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Editorial: Hartford School District Must Reveal Settlement Terms


Tuesday, April 03, 2018

Anyone seeking to confirm the suspicion that officials in Vermont routinely seek to evade the spirit and letter of the state’s Public Records Law need look no further than the Hartford School District’s current refusal to reveal the terms of a settlement reached in a federal sexual harassment lawsuit.

As staff writer Jordan Cuddemi has reported, the school district was sued in 2016 by parents who alleged that their then-5-year-old son had been sexually abused and harassed by a fellow pupil at the Ottauquechee School during the 2012-13 school year. The suit claimed that the abuse continued despite their repeated attempts to get the staff and superintendent to address it, allegations that the school district denied.

On March 20, six days before the case was scheduled to go to trial, the parties reached a settlement and filed a motion, still pending as of this writing, to seal it. Meanwhile, district Superintendent Tom DeBalsi denied a public records request by the Valley News to disclose the terms, citing three exemptions to the law: “student records, records relevant to litigation and records relating specifically to negotiation of contracts.”

All three grounds for denial are spurious. The settlement of a lawsuit in no way creates a student record exempt from disclosure (and in this case, the lawsuit was filed anonymously anyway). One of the district’s lawyers claims that the exemption is valid because the case involves a student and events that occurred at school. Under that theory, Vermont school districts would be free to withhold any and all records, since virtually every activity undertaken in schools involves students.

Nor can a lawsuit settlement be construed as a contract under the Public Records Law. That exemption applies to employment contracts and was intended to do so. And while the litigation exemption may apply while the case is still pending, it disappears once the settlement is final.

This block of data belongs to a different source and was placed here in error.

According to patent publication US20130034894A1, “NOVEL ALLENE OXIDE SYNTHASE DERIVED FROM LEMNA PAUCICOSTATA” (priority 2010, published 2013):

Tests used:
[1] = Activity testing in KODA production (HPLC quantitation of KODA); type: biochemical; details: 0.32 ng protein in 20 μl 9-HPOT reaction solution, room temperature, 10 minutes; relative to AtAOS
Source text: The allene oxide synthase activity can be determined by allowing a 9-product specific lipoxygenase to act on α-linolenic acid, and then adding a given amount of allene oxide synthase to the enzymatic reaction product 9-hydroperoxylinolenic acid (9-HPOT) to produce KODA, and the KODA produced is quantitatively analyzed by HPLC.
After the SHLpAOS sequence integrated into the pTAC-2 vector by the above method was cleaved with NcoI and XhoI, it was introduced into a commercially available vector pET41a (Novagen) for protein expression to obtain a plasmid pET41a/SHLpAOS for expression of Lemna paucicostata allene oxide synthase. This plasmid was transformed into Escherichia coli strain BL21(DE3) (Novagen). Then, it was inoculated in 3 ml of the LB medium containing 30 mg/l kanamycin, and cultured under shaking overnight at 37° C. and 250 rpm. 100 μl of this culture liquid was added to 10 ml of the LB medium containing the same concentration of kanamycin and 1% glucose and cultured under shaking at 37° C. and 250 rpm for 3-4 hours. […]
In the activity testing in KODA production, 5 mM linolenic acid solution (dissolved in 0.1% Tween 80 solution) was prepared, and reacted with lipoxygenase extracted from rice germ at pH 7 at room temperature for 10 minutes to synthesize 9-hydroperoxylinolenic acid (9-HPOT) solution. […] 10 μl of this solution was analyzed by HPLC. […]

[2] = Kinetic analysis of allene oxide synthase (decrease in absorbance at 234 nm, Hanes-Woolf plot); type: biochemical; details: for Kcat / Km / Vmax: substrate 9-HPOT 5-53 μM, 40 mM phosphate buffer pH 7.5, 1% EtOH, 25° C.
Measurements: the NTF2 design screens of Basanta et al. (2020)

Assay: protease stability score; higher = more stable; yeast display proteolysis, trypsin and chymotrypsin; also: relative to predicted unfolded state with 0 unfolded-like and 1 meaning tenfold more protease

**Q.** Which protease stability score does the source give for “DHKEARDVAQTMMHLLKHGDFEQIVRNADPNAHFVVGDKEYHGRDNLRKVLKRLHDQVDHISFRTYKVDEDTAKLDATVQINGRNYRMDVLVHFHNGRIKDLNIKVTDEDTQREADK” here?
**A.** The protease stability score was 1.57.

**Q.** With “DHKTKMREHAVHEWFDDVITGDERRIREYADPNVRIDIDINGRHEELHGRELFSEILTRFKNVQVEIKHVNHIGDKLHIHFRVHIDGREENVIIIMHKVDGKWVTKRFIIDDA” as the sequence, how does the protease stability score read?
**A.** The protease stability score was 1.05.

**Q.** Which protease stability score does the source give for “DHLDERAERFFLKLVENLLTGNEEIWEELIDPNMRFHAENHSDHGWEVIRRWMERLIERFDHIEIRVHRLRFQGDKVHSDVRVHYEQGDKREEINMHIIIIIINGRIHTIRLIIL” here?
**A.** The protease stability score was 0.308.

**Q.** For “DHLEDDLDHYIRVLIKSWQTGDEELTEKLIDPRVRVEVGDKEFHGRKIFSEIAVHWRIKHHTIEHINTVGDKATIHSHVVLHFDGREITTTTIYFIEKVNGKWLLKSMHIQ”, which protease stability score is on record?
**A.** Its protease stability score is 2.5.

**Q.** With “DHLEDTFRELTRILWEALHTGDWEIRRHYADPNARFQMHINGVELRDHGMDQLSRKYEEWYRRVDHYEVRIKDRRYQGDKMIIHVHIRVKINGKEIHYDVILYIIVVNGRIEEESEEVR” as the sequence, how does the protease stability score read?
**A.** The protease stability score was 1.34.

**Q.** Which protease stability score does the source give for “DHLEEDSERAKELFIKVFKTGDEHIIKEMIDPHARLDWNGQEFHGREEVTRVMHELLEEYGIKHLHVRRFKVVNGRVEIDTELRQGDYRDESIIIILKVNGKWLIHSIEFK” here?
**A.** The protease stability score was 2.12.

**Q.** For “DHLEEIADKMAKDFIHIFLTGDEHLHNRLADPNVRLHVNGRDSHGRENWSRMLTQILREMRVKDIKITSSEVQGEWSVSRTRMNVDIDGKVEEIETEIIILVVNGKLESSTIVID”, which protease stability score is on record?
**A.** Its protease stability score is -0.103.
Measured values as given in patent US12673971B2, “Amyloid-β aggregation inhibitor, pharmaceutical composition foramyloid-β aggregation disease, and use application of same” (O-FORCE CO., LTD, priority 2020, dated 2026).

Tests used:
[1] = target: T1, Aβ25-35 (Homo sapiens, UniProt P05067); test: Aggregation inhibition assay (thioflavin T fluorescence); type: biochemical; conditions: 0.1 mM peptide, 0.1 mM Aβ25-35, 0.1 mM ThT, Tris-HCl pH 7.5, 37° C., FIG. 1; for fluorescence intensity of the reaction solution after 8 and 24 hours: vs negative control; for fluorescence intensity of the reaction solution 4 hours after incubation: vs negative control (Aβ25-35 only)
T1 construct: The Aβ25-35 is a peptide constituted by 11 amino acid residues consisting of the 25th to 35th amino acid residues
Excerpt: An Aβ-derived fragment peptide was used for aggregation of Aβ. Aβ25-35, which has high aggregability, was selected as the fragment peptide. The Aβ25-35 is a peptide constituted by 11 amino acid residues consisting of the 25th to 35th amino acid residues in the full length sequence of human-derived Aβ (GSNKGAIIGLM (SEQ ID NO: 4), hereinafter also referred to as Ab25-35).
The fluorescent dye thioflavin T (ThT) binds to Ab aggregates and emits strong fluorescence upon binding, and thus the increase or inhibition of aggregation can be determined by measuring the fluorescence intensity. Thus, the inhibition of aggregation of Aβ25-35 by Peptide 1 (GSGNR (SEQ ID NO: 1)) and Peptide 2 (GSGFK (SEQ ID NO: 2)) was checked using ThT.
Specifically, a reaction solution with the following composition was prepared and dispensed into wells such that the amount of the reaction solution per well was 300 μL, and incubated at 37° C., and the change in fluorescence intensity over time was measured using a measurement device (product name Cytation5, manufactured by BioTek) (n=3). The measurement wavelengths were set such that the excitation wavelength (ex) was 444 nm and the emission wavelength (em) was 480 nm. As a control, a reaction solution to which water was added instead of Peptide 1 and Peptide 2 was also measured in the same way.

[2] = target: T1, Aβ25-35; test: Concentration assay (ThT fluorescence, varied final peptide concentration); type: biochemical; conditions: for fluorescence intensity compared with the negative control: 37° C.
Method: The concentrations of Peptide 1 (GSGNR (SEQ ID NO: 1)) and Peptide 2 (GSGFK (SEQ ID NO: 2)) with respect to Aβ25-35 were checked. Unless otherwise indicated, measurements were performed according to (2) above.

The terms of settlements in private lawsuits are often subject to nondisclosure agreements, but those involving public bodies such as the Hartford School District cannot be sealed consistent with the Public Records Law, which states that, “Officers of government are trustees and servants of the people and it is in the public interest to enable any person to review and criticize their decisions even though such examination may cause inconvenience or embarrassment. All people, however, have a right to privacy in their personal and economic pursuits, which ought to be protected unless specific information is needed to review the action of a governmental officer.”

The public has a compelling interest in disclosure of the terms of this settlement, not only because public money is involved but also as a means to hold officials accountable. The amount paid to the family by the district is an indicator of the strength of the case against it and is, as such, a way to assess how well or poorly school officials performed in protecting the child involved. And if the terms include, for instance, the requirement that the district implement training protocols to make its response to such complaints more effective in the future, then that is information that the public has a right and need to know.

Lia Ernst, a staff attorney for the American Civil Liberties Union of Vermont, told Cuddemi, “We see here an agency stretching an exemption well beyond its intent, another unfortunate example of many Vermont agencies’ reflexive denial of public records requests.”

“Stretching” is an understatement; torturing is a more accurate characterization. And one can only hope that such denials are merely reflexive. More likely they are calculated to avoid the scrutiny of official actions that the Public Records Law is designed to secure.